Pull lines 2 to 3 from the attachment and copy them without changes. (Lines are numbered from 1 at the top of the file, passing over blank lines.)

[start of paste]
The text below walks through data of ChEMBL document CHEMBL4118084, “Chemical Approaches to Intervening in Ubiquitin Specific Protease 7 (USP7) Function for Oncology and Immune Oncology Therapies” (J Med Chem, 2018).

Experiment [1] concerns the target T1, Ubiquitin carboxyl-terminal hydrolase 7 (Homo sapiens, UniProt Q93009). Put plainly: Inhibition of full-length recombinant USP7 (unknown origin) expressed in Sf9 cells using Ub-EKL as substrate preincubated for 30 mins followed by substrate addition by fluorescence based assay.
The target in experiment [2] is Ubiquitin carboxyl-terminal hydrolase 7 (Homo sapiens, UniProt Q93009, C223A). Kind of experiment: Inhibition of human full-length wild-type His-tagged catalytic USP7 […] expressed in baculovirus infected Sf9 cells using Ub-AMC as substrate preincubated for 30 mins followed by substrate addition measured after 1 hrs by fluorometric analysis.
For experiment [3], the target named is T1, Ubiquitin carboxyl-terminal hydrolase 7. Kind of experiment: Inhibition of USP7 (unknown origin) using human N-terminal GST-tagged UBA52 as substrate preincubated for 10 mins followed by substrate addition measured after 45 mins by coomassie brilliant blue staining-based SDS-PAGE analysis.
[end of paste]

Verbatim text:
Experiment [1] concerns the target T1, Ubiquitin carboxyl-terminal hydrolase 7 (Homo sapiens, UniProt Q93009). Put plainly: Inhibition of full-length recombinant USP7 (unknown origin) expressed in Sf9 cells using Ub-EKL as substrate preincubated for 30 mins followed by substrate addition by fluorescence based assay.
The target in experiment [2] is Ubiquitin carboxyl-terminal hydrolase 7 (Homo sapiens, UniProt Q93009, C223A). Kind of experiment: Inhibition of human full-length wild-type His-tagged catalytic USP7 […] expressed in baculovirus infected Sf9 cells using Ub-AMC as substrate preincubated for 30 mins followed by substrate addition measured after 1 hrs by fluorometric analysis.